• Time-consuming hassles such as a broken-down car or the need to find a new apartment

Take a moment and reflect on the list above. How many of these stressors have you experienced in the last month? The last year? Circle all the ones that you have experienced. Now go back to your Stress Self-Assessment and look at what you wrote there for causes of your stress. Note any additional things that cause you stress.

How many stressors have you circled and written in? There is no magic number of stressors that an “average” or “normal” college student experiences because everyone is unique. In addition, stressors come and go: the stress caused by a midterm exam tomorrow morning may be gone by noon, replaced by feeling good about how you did. Still, most college students are likely to circle about half the items on this list.

It’s not the number of stressors that counts; rather, it’s our reactions that matter. A person might have circled only one item on that list, but it could produce so much stress that he or she is just as stressed out as someone else who circled all of them. The idea is to understand what causes our own stress and use that as a basis for learning what to do about it.

What’s Wrong with Stress?

Some stress in our lives is a positive thing. Physically, stress prepares us for action. Our heart is pumping fast, and we’re breathing faster to supply the muscles with energy to fight or flee. Nonphysical stressors, such as worrying about grades or money, motivate us to  take action, for example, studying, working or saving.

Stress itself is not negative, but unresolved or persistent stress can have unhealthy effects. Chronic, or long-term, stress is associated with many physical changes and illnesses, including the following:

  • Weakened immune system, which increases the likelihood of catching a cold and suffering from any illness longer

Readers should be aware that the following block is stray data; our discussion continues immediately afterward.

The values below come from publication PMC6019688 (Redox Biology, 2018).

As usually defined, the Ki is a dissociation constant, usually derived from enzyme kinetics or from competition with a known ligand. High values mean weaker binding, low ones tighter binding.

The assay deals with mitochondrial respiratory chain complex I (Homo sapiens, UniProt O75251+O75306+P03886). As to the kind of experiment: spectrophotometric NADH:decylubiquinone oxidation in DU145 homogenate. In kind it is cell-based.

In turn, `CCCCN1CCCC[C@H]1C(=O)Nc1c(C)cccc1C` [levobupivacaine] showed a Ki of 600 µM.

• More frequent digestive system problems, including constipation or diarrhea, ulcers, and indigestion
  • Elevated blood pressure
  • Increased risk of diabetes
  • Muscle and back pain
  • More frequent headaches, fatigue, and insomnia
  • Greater risk of heart attack and other cardiovascular problems

Chronic or acute, also known as intense short-term, stress also affects our minds and emotions in many ways:

  • Difficulty thinking clearly or concentrating
  • Poor memory
  • More frequent negative emotions such as anxiety, depression, frustration, powerlessness, resentment, or nervousness and a general negative outlook on life
  • Greater difficulty dealing with others because of irritability, anger, or avoidance

Unhealthy Responses to Stress

Consider what you have typically done in the past when you felt most stressed; use the Past Stress-Reduction Habits Self-Assessment.

Past Stress-Reduction Habits Self-Assessment

On a scale of 1 to 5, rate each of the following behaviors for how often you have experienced it because of high stress levels.

Stress Response Never Seldom Sometimes Often Usually Always
1. Drinking alcohol 0 1 2 3 4 5
2. Drinking lots of coffee 0 1 2 3 4 5
3. Sleeping a lot 0 1 2 3 4 5
4. Eating too much 0 1 2 3 4 5
5. Eating too little 0 1 2 3 4 5
6. Smoking or drugs 0 1 2 3 4 5
7. Having arguments 0 1 2 3 4 5
8. Sitting around depressed 0 1 2 3 4 5
9. Watching television or surfing the web 0 1 2 3 4 5
10. Complaining to friends 0 1 2 3 4 5
11. Exercising, jogging, biking 0 1 2 3 4 5
12. Practicing yoga or tai chi 0 1 2 3 4 5
13. Meditating 0 1 2 3 4 5
14. Using relaxation techniques 0 1 2 3 4 5
15. Talking with an instructor or counselor 0 1 2 3 4 5

Total your scores for questions 1–10: _______________